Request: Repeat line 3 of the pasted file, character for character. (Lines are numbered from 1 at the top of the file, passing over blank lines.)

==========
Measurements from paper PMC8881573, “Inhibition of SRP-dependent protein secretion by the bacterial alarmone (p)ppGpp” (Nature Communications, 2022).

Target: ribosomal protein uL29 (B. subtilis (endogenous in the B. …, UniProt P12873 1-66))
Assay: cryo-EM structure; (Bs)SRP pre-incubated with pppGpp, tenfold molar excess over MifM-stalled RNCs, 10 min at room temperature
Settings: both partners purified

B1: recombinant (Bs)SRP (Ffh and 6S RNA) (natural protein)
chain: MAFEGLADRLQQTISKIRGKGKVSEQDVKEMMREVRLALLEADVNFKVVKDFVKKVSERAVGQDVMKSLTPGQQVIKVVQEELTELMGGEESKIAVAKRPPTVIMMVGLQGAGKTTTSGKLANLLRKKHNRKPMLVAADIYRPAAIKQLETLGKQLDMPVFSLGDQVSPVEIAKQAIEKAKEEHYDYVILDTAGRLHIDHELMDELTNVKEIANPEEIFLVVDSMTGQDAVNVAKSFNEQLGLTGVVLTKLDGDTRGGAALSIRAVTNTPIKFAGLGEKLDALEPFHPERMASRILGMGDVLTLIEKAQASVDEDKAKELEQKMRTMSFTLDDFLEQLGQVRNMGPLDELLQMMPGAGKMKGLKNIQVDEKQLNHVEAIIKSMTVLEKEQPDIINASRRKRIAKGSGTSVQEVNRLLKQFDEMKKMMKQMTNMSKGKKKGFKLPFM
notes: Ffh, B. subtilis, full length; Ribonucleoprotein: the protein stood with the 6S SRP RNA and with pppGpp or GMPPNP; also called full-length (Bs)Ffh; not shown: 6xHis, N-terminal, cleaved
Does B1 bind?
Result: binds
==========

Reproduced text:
Assay: cryo-EM structure; (Bs)SRP pre-incubated with pppGpp, tenfold molar excess over MifM-stalled RNCs, 10 min at room temperature